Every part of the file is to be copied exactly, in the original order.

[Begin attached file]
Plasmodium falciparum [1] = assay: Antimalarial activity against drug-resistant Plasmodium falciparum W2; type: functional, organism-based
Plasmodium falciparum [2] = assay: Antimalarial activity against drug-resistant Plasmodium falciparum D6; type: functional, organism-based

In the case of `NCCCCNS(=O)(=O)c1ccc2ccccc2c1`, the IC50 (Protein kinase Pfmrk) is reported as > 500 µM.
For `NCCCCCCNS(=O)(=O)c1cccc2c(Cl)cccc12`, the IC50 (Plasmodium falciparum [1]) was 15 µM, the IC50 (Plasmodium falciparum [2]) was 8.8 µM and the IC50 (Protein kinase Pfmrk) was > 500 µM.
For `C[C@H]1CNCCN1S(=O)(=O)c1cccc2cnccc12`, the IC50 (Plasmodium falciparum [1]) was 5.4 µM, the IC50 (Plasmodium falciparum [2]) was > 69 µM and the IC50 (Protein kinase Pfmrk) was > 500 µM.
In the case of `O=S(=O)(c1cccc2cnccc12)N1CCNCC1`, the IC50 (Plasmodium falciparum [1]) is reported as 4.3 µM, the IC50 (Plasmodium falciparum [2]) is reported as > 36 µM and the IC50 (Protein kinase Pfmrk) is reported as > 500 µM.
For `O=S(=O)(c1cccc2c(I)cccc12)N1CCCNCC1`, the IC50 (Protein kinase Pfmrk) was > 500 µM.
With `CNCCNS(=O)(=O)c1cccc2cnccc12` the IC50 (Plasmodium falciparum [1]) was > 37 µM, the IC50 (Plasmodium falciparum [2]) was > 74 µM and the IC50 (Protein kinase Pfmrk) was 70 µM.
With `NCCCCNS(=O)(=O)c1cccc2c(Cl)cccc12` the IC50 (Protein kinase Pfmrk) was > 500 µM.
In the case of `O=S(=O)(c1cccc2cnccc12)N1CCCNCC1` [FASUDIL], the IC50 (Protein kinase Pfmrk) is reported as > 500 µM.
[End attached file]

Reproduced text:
Plasmodium falciparum [1] = assay: Antimalarial activity against drug-resistant Plasmodium falciparum W2; type: functional, organism-based
Plasmodium falciparum [2] = assay: Antimalarial activity against drug-resistant Plasmodium falciparum D6; type: functional, organism-based

In the case of `NCCCCNS(=O)(=O)c1ccc2ccccc2c1`, the IC50 (Protein kinase Pfmrk) is reported as > 500 µM.
For `NCCCCCCNS(=O)(=O)c1cccc2c(Cl)cccc12`, the IC50 (Plasmodium falciparum [1]) was 15 µM, the IC50 (Plasmodium falciparum [2]) was 8.8 µM and the IC50 (Protein kinase Pfmrk) was > 500 µM.
For `C[C@H]1CNCCN1S(=O)(=O)c1cccc2cnccc12`, the IC50 (Plasmodium falciparum [1]) was 5.4 µM, the IC50 (Plasmodium falciparum [2]) was > 69 µM and the IC50 (Protein kinase Pfmrk) was > 500 µM.
In the case of `O=S(=O)(c1cccc2cnccc12)N1CCNCC1`, the IC50 (Plasmodium falciparum [1]) is reported as 4.3 µM, the IC50 (Plasmodium falciparum [2]) is reported as > 36 µM and the IC50 (Protein kinase Pfmrk) is reported as > 500 µM.
For `O=S(=O)(c1cccc2c(I)cccc12)N1CCCNCC1`, the IC50 (Protein kinase Pfmrk) was > 500 µM.
With `CNCCNS(=O)(=O)c1cccc2cnccc12` the IC50 (Plasmodium falciparum [1]) was > 37 µM, the IC50 (Plasmodium falciparum [2]) was > 74 µM and the IC50 (Protein kinase Pfmrk) was 70 µM.
With `NCCCCNS(=O)(=O)c1cccc2c(Cl)cccc12` the IC50 (Protein kinase Pfmrk) was > 500 µM.
In the case of `O=S(=O)(c1cccc2cnccc12)N1CCCNCC1` [FASUDIL], the IC50 (Protein kinase Pfmrk) is reported as > 500 µM.